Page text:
DRIVING/TOWING - TOWING
There are several ways of keeping tyre-driven stones off your caravan, camper trailer or boat trailer, including rubber mud-flaps, mesh panels between tow vehicle and trailer, and deflector guards on the front of trailers. An alternative is the brush-type stone deflector that we bought to test.
No protection device is perfect and none suits all tow vehicles and trailers.
Rubber mud-flaps offer good flying-stone protection, but need to be full vehicle width, not just the narrow, legal-size flaps that come with utes and tray bodies. Full-width mud-flaps need to be stiff or heavy, so that they don’t ‘sail’ in the slipstream, lifting well clear of the road and letting stones fly past.
Fitting rigid or heavy mud-flaps can be a problem for some vehicle installations. Also, many users complain about increased fuel consumption when using full-width, ground-hugging mud-flaps.
Mesh panels, like the Stone Stompers we’ve tested, offer excellent stone protection for trailer fronts, but still allow stones to impact components underneath the trailer, so they need additional protection.
Most camper trailers and some caravans come with deflector guards on their drawbars. Ideally, these are fitted with loose, tightly-woven mesh, to absorb the energy from impacting stones. Tight mesh may look neater, but makes the stones bounce, like a ball off a tennis racket and they can break tow vehicle back windows and chip paint.
Deflector guards need to be angled forward at their top edges, so that stones are directed downward.
‘Brush’ guards are derived from industrial sweepers that keep streets and factory floors clean. The most common automotive use for industrial brush strips is as spray suppressors on heavy truck and trailer mudguards. The bristles help condense blinding spray from tyres into large droplets that fall to the ground.
Their use as stone guards is becoming increasingly popular, because they cover the same area as a full-width mud-flap, but with less wind resistance and less tendency to ‘sail’ in the wind. They’re particularly popular in the USA, where towing speeds up to 80mph (130km/h) are permitted in some States.
However, some US makers supply brush guards with reinforcing bars, to improve high-speed anti-sail performance.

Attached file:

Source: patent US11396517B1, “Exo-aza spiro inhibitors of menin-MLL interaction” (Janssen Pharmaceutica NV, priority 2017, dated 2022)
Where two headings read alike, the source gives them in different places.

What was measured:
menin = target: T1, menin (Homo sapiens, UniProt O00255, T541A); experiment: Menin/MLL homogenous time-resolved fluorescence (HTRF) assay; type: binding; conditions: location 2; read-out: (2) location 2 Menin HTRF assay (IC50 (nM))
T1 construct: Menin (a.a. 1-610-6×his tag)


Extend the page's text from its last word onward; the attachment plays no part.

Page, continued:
We checked out several Australian brush guard suppliers before buying from Industrial Brushware Pty Ltd. We chose this company’s StoneGuard Brush two-metre strip, with 400mm-long bristles, mounted in an h- section aluminium extrusion. Some competitor strips don’t come pre-mounted into an extrusion.
We picked up ours for under $200.
The bunches of bristles were 800mm long, wrapped over an aluminium rod ‘core’ and clamped in place by a soft aluminium cover that’s pressed into the h-section extrusion. The soft aluminium cover strip was simply crimped over at each extremity, to retain the bristles.
We shortened our two-metre strip to the LandCruiser’s tray width of 1850mm and crimped the cut end, to stop the bristles ‘escping’. We offered it up, above the towbar and then cut out the centre 100mm section of bristles, to let the strip drop over the tow hitch and tongue.
To make it quick and easy to attach and remove, we used two available holes in the rear cross member (it’s not advisable to make unnecessary holes in chassis components) and locked a pair of 13mm stainless steel studs in place.
Holes drilled in the h-section extrusion let the strip fit over the studs and it was secured in place by a couple of Nylock nuts. That arrangement means we can fit and remove the brush guard by simply undoing two nuts.
We decided that a pair of studs was ample, because the mid-section of the StoneGuard Brush strip sits on top of the towbar tongue receiver, so the bar supports it at its centre of gravity.
On and off road results
The LandCruiser ute exhaust pipe lined up right where we wanted to install the StoneGuard strip, but we didn’t want to go to the trouble of re-routing the pipe, or putting an extension on it.
We knew there might be an issue with exhaust pipe heat affecting the bristles, but we weren’t sure what the effect would be or its target area.
We reasoned that the exhaust gas heat would melt the bristles at one point, so we went for a drive to find out. Sure enough, a section of the bristles melted, leaving a gap in the protection ‘shield’. We trimmed off the affected bristles and worked out a way to plug that gap; at least partially.
The 150mm section that we’d cut off the original two-metre length was the answer.
It was simply matter of drilling a hole in the middle of that 150mm aluminium h-section and bolting it through the exhaust pipe rear mounting bracket.
That put the short section further forward than the main strip and higher from the ground, but did a reasonable job of plugging the ‘gap’.
Thus set up we did an 800-km on and off road test, pulling our Hobie Mirage Trimaran behind the LandCruiser ute.
For the first time on any towing trip we didn’t find any small stones inside the boat and there was also no sign of chip damage to the leading edges of the fibreglass hull and floats.
The bristles proved to be easily deformed by off-road obstacles, such as rocks and ruts, but returned to their original shape instantly. In addition, they didn’t get trapped under the rear tyres when reversing, as long mudflaps can do.
So far, so good.